So we tried a little homeschooling this week, and it was bad. Abysmal actually. My 3 year old’s attention span is not very long. (Do you spot the understatement there?) He will concentrate for a long time if it involves duplos. Other than that? Not so much. He loves reading books to himself, making up the most incredible stories, and he loves building and pretend play. The only part of arts and crafts he likes are the scissors. The only part of arts and crafts his little brother likes is coloring the sofa. Yeah, so with much cajoling, “assistance,” and maybe a few threats, we completed our first alphabet craft.
Complete and utter failure since my son tells me it is a crocodile, not an alligator. He insists.
Then, I watched this TED talk about education. And I listened to the anecdote where Ken Robinson tells about a girl who couldn’t sit still in school, and she turned out to be a dancer and choreographer. Maybe that’s his thing. School is just not for him right now. He is only 3.
Although I hope honest to goodness he is not a dancer. I have a lot of experience with dancers, not much of it good. I went to a performing arts high school. Kinda like Fame, except not really famous. Well, maybe slightly famous. Charlize Theron was my classmate. I did her math homework. Yes, she is that gorgeous, and no, she was not the most beautiful girl in our school by far. Yes, it sucked to be the slightly pudgy math nerd in a performing arts high school full of beautiful girls, but I digress.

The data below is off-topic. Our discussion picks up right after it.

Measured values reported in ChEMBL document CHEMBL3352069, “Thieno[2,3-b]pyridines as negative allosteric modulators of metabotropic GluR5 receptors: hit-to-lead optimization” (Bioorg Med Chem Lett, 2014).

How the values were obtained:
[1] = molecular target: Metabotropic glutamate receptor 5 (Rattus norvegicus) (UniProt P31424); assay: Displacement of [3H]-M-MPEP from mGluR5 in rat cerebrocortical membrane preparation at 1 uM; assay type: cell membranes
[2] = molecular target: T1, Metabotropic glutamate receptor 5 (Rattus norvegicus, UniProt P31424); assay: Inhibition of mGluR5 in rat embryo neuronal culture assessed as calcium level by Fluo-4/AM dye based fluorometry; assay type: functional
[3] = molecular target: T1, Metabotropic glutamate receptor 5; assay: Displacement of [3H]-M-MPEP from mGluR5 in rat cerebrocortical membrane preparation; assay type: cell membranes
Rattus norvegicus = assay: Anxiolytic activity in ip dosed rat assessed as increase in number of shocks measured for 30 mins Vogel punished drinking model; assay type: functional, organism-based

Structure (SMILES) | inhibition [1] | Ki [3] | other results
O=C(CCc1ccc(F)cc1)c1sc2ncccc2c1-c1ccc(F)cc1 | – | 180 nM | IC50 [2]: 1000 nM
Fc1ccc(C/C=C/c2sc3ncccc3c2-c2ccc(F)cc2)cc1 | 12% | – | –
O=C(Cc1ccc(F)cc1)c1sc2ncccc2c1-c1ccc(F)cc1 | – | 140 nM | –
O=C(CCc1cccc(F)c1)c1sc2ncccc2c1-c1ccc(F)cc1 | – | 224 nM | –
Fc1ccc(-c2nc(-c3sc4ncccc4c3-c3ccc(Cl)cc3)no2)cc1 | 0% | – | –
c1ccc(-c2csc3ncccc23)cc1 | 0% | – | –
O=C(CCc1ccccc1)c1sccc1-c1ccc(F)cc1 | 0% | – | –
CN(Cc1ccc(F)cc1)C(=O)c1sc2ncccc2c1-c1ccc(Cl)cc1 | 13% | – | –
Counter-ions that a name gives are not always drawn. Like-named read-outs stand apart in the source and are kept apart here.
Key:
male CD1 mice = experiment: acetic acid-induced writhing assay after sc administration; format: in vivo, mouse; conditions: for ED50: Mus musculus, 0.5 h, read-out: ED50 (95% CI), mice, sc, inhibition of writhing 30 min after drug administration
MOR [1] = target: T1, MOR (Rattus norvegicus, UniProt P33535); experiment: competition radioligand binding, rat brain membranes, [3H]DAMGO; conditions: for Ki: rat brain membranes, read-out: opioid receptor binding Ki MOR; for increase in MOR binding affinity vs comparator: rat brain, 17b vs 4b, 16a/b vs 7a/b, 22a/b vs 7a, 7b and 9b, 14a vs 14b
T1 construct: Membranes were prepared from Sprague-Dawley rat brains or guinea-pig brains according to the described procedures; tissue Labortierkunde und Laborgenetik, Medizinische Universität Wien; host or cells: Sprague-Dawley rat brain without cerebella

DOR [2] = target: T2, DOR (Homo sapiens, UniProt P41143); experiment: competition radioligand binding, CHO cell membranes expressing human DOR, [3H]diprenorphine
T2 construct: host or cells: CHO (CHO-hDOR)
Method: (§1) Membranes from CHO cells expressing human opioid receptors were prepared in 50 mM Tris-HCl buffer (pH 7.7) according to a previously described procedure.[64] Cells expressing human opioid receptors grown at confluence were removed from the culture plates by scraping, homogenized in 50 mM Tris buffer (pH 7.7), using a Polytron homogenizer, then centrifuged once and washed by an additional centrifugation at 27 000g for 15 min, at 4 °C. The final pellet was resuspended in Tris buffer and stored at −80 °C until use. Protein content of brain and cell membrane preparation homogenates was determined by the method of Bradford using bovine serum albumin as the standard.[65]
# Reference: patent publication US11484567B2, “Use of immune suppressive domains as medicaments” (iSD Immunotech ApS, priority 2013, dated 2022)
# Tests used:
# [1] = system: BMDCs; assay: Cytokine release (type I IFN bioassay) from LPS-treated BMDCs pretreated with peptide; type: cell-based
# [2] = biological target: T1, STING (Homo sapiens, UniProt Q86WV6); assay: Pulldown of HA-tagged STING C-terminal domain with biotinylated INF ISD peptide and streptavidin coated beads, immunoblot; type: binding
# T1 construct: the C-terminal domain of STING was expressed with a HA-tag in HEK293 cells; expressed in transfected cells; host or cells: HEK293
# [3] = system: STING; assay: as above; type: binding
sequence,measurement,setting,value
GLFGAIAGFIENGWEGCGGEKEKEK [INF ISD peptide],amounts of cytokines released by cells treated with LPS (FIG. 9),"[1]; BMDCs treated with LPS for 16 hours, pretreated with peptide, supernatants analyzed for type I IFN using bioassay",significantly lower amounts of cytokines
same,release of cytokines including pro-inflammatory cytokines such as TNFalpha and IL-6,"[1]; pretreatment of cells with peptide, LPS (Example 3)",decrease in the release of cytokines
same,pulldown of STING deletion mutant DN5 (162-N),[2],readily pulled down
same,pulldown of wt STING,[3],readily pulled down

Back to dancing. The ballet girls would say things like, “oh, she ate half an apple at lunch! Did you see that, half an apple! “ It was a cardinal sin to require some food before you danced for hours on end. The pressure, even at the high school level, was incredible. So yeah, I hope my son is not a dancer. No offense to dancers anywhere, but I hope that he can be a kid as long as he wants, without pressure.
So where does that leave us? We’ll keep trying some crafts and letters. We read a lot. We joined the 1000 Books Before Kindergarten program at the Arlington Library, and in the week we’ve tracked, we already read almost 30 books. You can read more about the program in the Washington Post.
I love books. I read for hours on end, even when I have no time to read. Reading opens doors to magical worlds, and faraway places, and new skills, and I know once my imaginative boy discovers it, the world and all its wonders will be open to him.
Some days I think my job is less to teach them than to learn from them. I’m learning how to be this amazing boy’s mom daily.